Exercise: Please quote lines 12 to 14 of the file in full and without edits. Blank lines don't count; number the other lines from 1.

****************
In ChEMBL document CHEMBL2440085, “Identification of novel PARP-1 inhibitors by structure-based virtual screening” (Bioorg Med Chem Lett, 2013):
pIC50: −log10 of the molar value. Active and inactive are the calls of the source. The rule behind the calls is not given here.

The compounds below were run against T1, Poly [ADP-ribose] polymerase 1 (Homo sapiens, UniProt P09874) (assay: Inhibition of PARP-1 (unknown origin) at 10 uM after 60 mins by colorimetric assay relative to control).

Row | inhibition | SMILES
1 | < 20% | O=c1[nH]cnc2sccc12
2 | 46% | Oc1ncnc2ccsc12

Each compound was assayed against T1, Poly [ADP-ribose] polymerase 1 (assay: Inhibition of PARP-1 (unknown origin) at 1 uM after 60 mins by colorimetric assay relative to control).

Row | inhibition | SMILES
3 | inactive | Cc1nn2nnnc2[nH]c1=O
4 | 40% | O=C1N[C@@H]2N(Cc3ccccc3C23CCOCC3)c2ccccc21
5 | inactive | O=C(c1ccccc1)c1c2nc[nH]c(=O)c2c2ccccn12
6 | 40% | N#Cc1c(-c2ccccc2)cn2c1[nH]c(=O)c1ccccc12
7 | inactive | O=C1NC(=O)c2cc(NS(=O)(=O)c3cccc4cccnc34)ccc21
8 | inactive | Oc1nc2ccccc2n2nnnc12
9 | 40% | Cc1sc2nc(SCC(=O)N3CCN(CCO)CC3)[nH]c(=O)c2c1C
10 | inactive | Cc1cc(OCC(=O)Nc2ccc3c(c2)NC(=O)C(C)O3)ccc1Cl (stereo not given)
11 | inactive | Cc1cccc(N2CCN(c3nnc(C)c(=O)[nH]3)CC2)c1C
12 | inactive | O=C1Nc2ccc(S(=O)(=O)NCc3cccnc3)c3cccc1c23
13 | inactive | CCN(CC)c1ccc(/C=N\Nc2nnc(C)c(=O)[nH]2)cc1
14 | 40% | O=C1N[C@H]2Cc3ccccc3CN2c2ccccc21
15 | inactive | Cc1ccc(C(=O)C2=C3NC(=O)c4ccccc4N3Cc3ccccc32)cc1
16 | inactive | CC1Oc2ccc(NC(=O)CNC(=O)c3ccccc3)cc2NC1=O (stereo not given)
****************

6 | 40% | N#Cc1c(-c2ccccc2)cn2c1[nH]c(=O)c1ccccc12
7 | inactive | O=C1NC(=O)c2cc(NS(=O)(=O)c3cccc4cccnc34)ccc21
8 | inactive | Oc1nc2ccccc2n2nnnc12